Each year Verizon releases data breach reports that tell the story of that year's worth of breaches that have occurred. Between the 2016 and 2019 reports, the number of data incidents and breaches increased by three times. The recent 2020 report shows that these numbers have continued to grow, now revealing a 71% increase in the number of breaches this year. With many of the challenges with COVID-19 and a work-from-home environment, organizations need to be more aware than ever that the PHI they are responsible for is completely secure and protected.
COVID-19 and PHI
Especially in the middle of a nationwide healthcare crisis, PHI is at an even higher risk than it typically is. While healthcare providers are working overtime to take care of COVID-19 patients, some of their attention may be taken away from PHI security. Since the beginning of the pandemic, the FBI has reported about 2,000-3,000 more cybersecurity complaints each day from the typical 1,000 a day. Many of the increased cybersecurity attacks can be explained by the hackers desire to gain information about COVID-19 related information and use these vulnerabilities to do so. It is fairly typical that any monumental event within a country would spur on a spike in cyberattacks as it has happened in the past with other events, and is happening again with COVID-19. This crisis in particular has moved most of the workforce to remote work which has presented a whole new set of challenges to staying HIPAA compliant in a work-from-home environment.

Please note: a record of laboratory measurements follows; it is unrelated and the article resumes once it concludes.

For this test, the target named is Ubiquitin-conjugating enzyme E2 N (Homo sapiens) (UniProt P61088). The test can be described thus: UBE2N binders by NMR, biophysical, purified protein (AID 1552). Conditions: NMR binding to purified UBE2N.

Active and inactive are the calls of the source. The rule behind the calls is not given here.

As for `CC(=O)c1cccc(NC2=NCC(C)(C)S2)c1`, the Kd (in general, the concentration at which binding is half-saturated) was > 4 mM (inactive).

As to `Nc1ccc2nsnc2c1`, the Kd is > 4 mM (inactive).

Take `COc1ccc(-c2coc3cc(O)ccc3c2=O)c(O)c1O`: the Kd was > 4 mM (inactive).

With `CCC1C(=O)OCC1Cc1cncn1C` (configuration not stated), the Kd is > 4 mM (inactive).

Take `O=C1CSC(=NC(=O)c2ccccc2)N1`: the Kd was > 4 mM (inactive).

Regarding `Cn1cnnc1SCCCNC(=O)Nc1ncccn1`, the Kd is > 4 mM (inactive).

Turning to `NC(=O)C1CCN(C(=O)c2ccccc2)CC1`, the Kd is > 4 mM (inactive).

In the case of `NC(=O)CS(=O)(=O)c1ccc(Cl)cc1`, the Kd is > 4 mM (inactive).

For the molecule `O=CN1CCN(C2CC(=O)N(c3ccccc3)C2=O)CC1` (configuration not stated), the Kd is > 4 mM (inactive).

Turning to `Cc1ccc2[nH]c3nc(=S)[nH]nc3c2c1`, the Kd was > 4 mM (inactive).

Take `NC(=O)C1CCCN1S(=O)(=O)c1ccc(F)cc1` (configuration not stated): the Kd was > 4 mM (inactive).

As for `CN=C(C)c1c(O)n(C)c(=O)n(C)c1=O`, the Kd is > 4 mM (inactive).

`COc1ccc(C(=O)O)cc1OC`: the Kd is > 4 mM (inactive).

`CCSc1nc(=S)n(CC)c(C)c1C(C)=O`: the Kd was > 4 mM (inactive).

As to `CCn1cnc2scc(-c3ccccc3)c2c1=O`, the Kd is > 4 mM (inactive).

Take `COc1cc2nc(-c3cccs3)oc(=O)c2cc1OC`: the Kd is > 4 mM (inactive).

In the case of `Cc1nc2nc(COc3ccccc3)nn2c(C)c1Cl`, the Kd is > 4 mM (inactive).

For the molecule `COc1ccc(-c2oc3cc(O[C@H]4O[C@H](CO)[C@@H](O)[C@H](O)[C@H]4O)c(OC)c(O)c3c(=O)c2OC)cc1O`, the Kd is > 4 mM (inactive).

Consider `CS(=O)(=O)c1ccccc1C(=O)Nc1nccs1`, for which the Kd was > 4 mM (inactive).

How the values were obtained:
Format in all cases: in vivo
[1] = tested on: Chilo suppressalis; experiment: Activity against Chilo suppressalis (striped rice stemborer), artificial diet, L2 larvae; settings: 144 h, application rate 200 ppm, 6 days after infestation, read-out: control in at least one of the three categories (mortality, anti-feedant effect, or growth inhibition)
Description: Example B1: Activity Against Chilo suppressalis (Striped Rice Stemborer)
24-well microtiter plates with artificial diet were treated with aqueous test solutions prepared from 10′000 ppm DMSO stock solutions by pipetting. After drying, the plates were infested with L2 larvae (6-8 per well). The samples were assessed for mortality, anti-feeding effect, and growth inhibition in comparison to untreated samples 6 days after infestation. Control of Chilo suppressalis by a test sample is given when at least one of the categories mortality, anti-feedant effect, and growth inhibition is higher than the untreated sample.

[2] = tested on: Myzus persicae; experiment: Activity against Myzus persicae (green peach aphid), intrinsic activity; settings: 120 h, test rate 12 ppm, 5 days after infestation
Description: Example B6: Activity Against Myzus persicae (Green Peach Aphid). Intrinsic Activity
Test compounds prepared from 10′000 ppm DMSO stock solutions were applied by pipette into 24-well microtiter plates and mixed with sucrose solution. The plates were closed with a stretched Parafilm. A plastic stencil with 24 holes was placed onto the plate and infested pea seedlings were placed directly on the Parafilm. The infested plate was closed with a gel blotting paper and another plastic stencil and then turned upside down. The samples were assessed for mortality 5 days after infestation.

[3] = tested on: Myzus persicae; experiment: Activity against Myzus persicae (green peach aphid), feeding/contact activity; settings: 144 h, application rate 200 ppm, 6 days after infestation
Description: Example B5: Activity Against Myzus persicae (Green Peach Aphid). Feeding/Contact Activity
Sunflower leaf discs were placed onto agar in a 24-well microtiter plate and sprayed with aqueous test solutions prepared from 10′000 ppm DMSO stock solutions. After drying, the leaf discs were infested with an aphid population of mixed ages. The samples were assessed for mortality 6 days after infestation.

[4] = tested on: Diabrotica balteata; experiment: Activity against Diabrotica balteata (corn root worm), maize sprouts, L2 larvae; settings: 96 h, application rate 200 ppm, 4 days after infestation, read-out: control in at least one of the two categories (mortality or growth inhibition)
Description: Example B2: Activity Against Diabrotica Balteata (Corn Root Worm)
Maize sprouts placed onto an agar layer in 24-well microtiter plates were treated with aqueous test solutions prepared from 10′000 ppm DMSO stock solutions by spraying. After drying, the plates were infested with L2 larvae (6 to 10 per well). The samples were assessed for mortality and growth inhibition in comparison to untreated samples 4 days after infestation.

How to protect PHI from hackers
HIPAA is made up of a few different rules that are designed to protect the privacy and security of PHI that is in the possession of covered entities and their business associates. These rules require that these organizations follow certain physical, technical and administrative safeguards that ensure that PHI will be kept safe. These safeguards, which you can read more about here, mandate that organizations take certain steps like implementing workforce training and management, limiting access to facilities or devices that contain PHI and requiring all data to be carefully encrypted.
Due to the high value of PHI data, healthcare organizations should regularly assess the steps that they are taking to ensure the security of PHI. Although a breach of information is not entirely avoidable, it is important that a healthcare provider takes all the steps possible to lessen the risk and comply with all aspects of HIPAA. If you are wanting to see what risks may exist to PHI within your organization, complete Accountable’s free HIPAA risk analysis. It will help you know what steps need to be taken!
PHI is important to individuals and valuable to hackers which makes it vital for organizations to protect. HIPAA lays out all the requirements and safeguards that should be put in place so that each person’s identifiable health information is kept secure from cyber criminals. For more information on how to understand the risks associated with storing, sharing and maintaining PHI and what steps need to be taken to be HIPAA compliant, ask Accountable today. Accountable is a software platform that was created to make HIPAA compliance simple therefore keeping PHI safe from any risks.